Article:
Cleveland Heights road repairs
It may seem doubtful in the midst of “pothole season,” but Cleveland Heights streets are improving. In 2009, the city completed repairs on just 11 of its more than 270 streets. In 2010, work was done on all or part of some 18 streets; on 31 streets in 2011; on 53 streets in 2012; with 33 more streets slated for work in 2013. By the end of 2015, the city expects to have dealt with virtually every street.
Alex Mannarino, public works director, gets credit for having instituted a systematic plan for road maintenance three years ago. Street repairs are prioritized based on road evaluations, complaints received about potholes, core samples and available funds, which have remained stable at about $2 million over this time frame. Each road receives a score and is rated very good, good, fair, poor, or very poor.
The city aims to maintain very good and good roads. Roads in fair condition typically are treated to chip sealing. This involves replacing distressed sections of pavement, followed by applications of liquid asphalt, rock chips, and a final coat. Chip sealing has improved in recent years and can extend the life of the street by about eight to ten years.
Streets in poor or very poor condition are patched. Later, the road surface is ground off, and the road base is replaced and strengthened as needed. A final coat of at least two inches of hot-mix asphalt should keep the roadway structurally sound for at least 12 years.
Almost all road repair work is contracted out through a competitive process. The city rigorously inspects contractors’ work to ensure quality.
Other aspects of road maintenance are repainting road markings, snow removal and salting, pothole repairs, and street sweeping to keep drains open and to remove curbside obstacles for bicyclists. Public works employees, cross-trained to perform different jobs, do much of this work. The city’s planning, public service and police departments collaborate for improvements in road markings and signage.
Though charming, Cleveland Heights’s few remaining brick roads can be cost prohibitive to maintain. Covering them with asphalt improves driving safety and makes repair affordable.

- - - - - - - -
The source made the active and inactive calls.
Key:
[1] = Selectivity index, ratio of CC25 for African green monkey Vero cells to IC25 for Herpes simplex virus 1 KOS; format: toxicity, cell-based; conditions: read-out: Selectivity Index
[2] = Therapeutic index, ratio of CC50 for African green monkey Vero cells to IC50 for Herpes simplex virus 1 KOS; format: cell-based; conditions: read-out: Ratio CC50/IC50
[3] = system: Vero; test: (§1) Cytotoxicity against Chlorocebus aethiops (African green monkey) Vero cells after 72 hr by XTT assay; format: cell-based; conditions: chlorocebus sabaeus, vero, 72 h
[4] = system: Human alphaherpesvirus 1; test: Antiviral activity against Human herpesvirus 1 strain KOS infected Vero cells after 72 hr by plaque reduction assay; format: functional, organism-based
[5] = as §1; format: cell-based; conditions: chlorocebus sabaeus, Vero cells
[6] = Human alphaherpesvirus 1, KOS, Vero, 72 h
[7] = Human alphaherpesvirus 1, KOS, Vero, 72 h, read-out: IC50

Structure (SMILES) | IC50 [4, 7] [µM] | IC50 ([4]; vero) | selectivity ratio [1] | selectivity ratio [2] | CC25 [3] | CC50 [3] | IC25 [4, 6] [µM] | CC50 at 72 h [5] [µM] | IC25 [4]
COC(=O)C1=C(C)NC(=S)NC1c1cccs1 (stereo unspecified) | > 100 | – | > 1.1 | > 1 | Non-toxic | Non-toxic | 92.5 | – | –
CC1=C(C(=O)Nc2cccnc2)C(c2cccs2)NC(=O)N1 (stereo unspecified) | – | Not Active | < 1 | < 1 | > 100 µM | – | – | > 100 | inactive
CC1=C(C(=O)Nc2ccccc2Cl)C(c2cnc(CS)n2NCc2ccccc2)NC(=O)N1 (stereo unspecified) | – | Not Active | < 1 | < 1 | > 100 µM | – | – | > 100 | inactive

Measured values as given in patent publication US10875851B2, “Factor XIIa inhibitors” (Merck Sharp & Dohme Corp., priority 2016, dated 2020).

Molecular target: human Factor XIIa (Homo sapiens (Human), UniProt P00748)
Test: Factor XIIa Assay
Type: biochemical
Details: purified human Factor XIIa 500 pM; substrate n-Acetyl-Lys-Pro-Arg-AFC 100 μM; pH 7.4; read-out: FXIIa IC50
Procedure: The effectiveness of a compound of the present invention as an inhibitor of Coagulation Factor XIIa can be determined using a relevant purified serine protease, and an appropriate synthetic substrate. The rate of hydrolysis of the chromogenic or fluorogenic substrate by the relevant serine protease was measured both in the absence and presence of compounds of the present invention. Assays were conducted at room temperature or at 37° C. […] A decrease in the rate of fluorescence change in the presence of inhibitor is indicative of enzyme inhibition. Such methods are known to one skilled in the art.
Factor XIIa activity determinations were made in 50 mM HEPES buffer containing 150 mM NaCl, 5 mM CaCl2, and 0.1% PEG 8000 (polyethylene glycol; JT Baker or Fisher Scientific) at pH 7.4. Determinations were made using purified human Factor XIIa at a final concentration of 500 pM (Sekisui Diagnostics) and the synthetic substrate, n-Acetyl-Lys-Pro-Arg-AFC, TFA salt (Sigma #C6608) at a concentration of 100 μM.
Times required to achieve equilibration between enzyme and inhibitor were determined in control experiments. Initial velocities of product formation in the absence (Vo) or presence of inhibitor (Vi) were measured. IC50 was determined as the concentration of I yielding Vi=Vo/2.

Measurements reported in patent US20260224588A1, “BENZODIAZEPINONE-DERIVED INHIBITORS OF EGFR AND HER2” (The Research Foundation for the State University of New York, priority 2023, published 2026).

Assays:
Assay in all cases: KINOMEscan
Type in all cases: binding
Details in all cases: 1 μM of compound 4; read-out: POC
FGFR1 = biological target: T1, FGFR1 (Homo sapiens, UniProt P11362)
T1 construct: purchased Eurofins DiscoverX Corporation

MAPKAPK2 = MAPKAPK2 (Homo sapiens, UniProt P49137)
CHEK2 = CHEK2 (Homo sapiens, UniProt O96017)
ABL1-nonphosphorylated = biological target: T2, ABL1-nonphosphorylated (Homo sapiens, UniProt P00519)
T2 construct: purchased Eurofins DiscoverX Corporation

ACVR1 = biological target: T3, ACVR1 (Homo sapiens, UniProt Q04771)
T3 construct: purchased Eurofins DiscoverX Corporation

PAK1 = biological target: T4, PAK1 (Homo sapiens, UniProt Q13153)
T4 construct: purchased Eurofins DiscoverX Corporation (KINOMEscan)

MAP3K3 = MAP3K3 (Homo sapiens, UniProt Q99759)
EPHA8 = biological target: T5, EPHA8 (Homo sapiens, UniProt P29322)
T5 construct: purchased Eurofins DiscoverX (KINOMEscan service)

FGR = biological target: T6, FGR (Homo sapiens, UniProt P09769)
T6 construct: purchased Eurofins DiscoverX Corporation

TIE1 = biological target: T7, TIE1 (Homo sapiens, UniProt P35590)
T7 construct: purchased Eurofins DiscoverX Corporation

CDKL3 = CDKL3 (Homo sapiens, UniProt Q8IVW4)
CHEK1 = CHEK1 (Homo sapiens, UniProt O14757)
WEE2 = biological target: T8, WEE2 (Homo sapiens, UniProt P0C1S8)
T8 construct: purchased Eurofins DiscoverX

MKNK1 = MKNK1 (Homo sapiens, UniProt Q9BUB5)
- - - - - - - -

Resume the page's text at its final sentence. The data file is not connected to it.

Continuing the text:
Cleveland Heights must maintain not only residential streets but also its major thoroughfares. Since 2010, Cleveland Heights has resurfaced Monticello Boulevard from Mayfield to Noble roads, and Taylor Road from Euclid Heights Boulevard to East Cleveland. Work is expected on Mayfield Road in 2013, on much of Cedar Road in 2016, on Noble Road in 2018 and Lee Road in 2020.
How are road repairs paid for? The tax on gasoline sales and vehicle registrations are important to funding road repairs. Some gas-tax funds are used to improve the national highway system and mass transit, but some return locally. Agencies such as the Northeast Ohio Areawide Coordinating Agency (NOACA) play a role in allocating funds for road- esurfacing. Ohio apportions its share of gas-tax road-repair funds to municipalities, counties and townships based on vehicle registrations and Ohio law. Community Development Block Grants (CDBG) from the Department of Housing and Urban Development may be used in low-income areas. Major regional thoroughfares may qualify for federal funding for maintenance, with a local match. The city has to apply to a variety of agencies to pay for repairs to major thoroughfares, and in some cases has to take out a loan, then await reimbursement.
Road renovation projects will start soon and typically end in November. You can report potholes by calling 216-691-7300.
Maintaining streets is a complex and major civic responsibility. The job never ends, but Cleveland Heights employees have us moving in the right direction.
Mary Dunbar, member of Cleveland Heights City Council and president of the Heights Bicycle Coalition, prefers to ride her bicycle around our streets, weather permitting.